General Data Protection Regulation (GDPR)

What is General Data Protection Regulation (GDPR)?

The General Data Protection Regulation (GDPR) is a comprehensive data protection law that was implemented in the European Union (EU) in May 2018. Its primary objective is to provide individuals with greater control over their personal data and harmonize data protection regulations across the EU member states. GDPR applies to both EU-based organizations and non-EU organizations that process the personal data of individuals residing in the EU. It has extraterritorial reach, meaning that even if a company is located outside the EU, if it offers goods or services to EU residents or monitors their behavior, it must comply with GDPR.

GDPR places significant responsibilities on organizations that collect and process personal data. It requires organizations to obtain explicit consent from individuals for data collection, use, and processing activities. It also grants individuals the right to access their data, correct inaccuracies, and request its deletion. Organizations must implement appropriate security measures to safeguard personal data and promptly report data breaches to the supervisory authorities.

Understanding GDPR's Scope

GDPR revolves around personal data, which encompasses information enabling direct or indirect identification of individuals. This includes obvious identifiers such as names and locations, as well as less evident ones such as IP addresses and cookie IDs. Additionally, sensitive personal data, such as racial or ethnic origin, political opinions, and health information, receives heightened protection under GDPR.

Under GDPR there are several special categories of sensitive personal data that are given greater protections. Individuals, organizations, and companies acting as 'controllers' or 'processors' of personal data are subject to the law. Controllers, as main decision-makers, determine the purposes and means of data processing, while processors act solely on their instructions. Joint controllership may occur when multiple entities influence data handling.

GDPR Key Principles

At the core of GDPR are key principles – they're laid out in Article 5 of the legislation – which have been designed to guide how people's data can be handled. They don't act as hard rules, but instead as an overarching framework that is designed to lay out the broad purposes of GDPR. The principles are largely the same as those that existed under previous data protection laws.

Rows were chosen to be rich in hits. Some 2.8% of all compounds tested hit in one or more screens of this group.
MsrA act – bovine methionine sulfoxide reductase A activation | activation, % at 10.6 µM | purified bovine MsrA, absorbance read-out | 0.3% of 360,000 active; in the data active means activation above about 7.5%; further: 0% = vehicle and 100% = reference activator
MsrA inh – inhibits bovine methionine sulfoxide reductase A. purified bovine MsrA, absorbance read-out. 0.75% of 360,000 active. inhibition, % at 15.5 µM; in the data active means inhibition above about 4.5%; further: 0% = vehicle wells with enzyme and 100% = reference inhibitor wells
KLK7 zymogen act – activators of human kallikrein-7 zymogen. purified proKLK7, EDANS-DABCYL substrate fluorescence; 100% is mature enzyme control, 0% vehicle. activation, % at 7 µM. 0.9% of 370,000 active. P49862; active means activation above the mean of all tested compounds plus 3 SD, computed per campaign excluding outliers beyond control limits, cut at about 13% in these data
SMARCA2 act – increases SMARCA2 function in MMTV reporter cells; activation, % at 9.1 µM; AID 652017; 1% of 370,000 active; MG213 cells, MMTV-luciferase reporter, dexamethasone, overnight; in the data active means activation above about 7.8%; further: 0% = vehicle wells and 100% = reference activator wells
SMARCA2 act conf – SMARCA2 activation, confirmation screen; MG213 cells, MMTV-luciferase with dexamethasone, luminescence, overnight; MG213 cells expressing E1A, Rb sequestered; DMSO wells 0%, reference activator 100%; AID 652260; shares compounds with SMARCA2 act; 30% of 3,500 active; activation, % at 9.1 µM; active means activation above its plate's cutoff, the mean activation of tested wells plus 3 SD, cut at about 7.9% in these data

1. Lawfulness
  2. Fairness and transparency
  3. Purpose limitation
  4. Data minimisation
  5. Accuracy
  6. Storage limitation
  7. Integrity and confidentiality (security)
  8. Accountability

Ensuring Data Security

The best way to comply with data security requirements is to implement both technical and organizational measures. Technical measures range from enforcing two-factor authentication for data access to choosing cloud providers with end-to-end encryption. Organizational measures include staff training, incorporating data privacy policies into employee handbooks, and restricting data access to necessary personnel.

In case of a data breach, notification to data subjects must occur within 72 hours to avoid penalties, although this requirement may be waived if encryption renders the data unusable by attackers.

Moreover, GDPR mandates "data protection by design and by default." This means integrating data protection principles into the design of new products or activities. For instance, when launching a new app, minimize data collection and employ the latest security technology to safeguard personal data, as stipulated in Article 25 of the GDPR.

Non-compliance with GDPR

Non-compliance with GDPR can result in substantial fines. The regulation imposes two tiers of fines depending on the nature and severity of the violation. The first tier can reach up to €10 ($10.9) million or 2% of the organization's global annual turnover, whichever is higher. The second tier can go up to €20 ($21.8) million or 4% of the global annual turnover, again depending on the specific violation. These fines can have a significant financial impact on organizations and serve as a strong deterrent to ensure compliance with the regulation.

GDPR also affects global companies that store and process data in the cloud. Cloud service providers and organizations that utilize cloud services must ensure that the cloud infrastructure meets the security and privacy requirements mandated by GDPR. 


Companies need to assess the jurisdiction in which their data is stored and transferred, as transferring data to countries with inadequate data protection regulations may violate GDPR. Organizations must carefully choose cloud providers that offer appropriate safeguards, such as data encryption, access controls, and data breach notification mechanisms. Additionally, contractual agreements with cloud providers must include provisions that comply with GDPR requirements to protect the personal data of individuals.

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